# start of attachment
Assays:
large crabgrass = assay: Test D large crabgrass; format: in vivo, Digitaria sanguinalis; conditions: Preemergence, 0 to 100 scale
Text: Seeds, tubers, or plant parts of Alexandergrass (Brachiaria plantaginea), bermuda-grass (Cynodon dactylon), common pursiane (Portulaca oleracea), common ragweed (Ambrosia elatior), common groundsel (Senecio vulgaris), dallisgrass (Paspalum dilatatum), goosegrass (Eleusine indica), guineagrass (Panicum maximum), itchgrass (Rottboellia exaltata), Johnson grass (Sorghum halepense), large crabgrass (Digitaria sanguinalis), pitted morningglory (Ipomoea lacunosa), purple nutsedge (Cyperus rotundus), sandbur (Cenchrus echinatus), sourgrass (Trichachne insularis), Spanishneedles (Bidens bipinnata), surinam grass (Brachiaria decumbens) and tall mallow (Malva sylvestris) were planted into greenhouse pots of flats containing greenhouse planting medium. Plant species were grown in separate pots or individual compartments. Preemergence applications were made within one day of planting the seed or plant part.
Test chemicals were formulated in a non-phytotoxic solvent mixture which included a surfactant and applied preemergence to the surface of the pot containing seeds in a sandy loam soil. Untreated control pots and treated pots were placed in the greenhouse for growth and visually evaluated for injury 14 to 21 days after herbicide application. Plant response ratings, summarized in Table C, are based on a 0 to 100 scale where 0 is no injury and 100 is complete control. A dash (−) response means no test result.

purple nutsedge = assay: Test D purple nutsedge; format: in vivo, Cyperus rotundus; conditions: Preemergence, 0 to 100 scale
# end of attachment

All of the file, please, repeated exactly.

Assays:
large crabgrass = assay: Test D large crabgrass; format: in vivo, Digitaria sanguinalis; conditions: Preemergence, 0 to 100 scale
Text: Seeds, tubers, or plant parts of Alexandergrass (Brachiaria plantaginea), bermuda-grass (Cynodon dactylon), common pursiane (Portulaca oleracea), common ragweed (Ambrosia elatior), common groundsel (Senecio vulgaris), dallisgrass (Paspalum dilatatum), goosegrass (Eleusine indica), guineagrass (Panicum maximum), itchgrass (Rottboellia exaltata), Johnson grass (Sorghum halepense), large crabgrass (Digitaria sanguinalis), pitted morningglory (Ipomoea lacunosa), purple nutsedge (Cyperus rotundus), sandbur (Cenchrus echinatus), sourgrass (Trichachne insularis), Spanishneedles (Bidens bipinnata), surinam grass (Brachiaria decumbens) and tall mallow (Malva sylvestris) were planted into greenhouse pots of flats containing greenhouse planting medium. Plant species were grown in separate pots or individual compartments. Preemergence applications were made within one day of planting the seed or plant part.
Test chemicals were formulated in a non-phytotoxic solvent mixture which included a surfactant and applied preemergence to the surface of the pot containing seeds in a sandy loam soil. Untreated control pots and treated pots were placed in the greenhouse for growth and visually evaluated for injury 14 to 21 days after herbicide application. Plant response ratings, summarized in Table C, are based on a 0 to 100 scale where 0 is no injury and 100 is complete control. A dash (−) response means no test result.

purple nutsedge = assay: Test D purple nutsedge; format: in vivo, Cyperus rotundus; conditions: Preemergence, 0 to 100 scale